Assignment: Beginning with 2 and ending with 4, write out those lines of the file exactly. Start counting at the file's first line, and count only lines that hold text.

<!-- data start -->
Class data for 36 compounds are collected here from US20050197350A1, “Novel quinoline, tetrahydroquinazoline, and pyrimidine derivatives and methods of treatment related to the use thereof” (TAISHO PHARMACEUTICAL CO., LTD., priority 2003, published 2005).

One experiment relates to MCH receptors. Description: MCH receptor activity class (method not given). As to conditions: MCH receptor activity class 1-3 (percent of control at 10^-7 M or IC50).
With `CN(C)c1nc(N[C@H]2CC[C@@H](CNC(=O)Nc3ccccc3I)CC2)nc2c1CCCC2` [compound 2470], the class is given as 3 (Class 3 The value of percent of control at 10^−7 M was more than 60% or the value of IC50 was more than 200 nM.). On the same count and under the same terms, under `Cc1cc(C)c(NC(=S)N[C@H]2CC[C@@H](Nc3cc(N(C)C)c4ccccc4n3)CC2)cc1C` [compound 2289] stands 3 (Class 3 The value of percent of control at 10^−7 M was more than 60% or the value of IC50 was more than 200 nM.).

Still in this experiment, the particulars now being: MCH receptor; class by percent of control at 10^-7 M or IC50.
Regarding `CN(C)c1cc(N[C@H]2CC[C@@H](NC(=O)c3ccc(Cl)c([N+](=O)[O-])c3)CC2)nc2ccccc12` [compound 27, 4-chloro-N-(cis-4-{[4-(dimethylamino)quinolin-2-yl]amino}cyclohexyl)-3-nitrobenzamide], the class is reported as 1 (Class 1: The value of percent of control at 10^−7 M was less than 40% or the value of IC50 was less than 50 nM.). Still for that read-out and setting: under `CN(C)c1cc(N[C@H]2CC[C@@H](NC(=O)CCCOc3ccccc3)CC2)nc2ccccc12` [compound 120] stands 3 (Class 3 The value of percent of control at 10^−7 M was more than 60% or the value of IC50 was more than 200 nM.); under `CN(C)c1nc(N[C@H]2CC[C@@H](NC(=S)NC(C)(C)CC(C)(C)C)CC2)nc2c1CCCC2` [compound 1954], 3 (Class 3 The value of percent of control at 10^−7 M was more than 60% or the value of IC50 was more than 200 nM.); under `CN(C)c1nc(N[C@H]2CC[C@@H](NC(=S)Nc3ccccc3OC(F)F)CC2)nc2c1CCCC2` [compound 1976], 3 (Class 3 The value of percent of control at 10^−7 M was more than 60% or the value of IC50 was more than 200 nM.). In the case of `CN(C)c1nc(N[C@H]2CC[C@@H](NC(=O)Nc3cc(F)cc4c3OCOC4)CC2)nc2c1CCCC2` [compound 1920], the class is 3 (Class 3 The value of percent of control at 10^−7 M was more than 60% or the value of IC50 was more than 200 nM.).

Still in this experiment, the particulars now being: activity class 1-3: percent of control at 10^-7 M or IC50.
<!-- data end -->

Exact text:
One experiment relates to MCH receptors. Description: MCH receptor activity class (method not given). As to conditions: MCH receptor activity class 1-3 (percent of control at 10^-7 M or IC50).
With `CN(C)c1nc(N[C@H]2CC[C@@H](CNC(=O)Nc3ccccc3I)CC2)nc2c1CCCC2` [compound 2470], the class is given as 3 (Class 3 The value of percent of control at 10^−7 M was more than 60% or the value of IC50 was more than 200 nM.). On the same count and under the same terms, under `Cc1cc(C)c(NC(=S)N[C@H]2CC[C@@H](Nc3cc(N(C)C)c4ccccc4n3)CC2)cc1C` [compound 2289] stands 3 (Class 3 The value of percent of control at 10^−7 M was more than 60% or the value of IC50 was more than 200 nM.).

Still in this experiment, the particulars now being: MCH receptor; class by percent of control at 10^-7 M or IC50.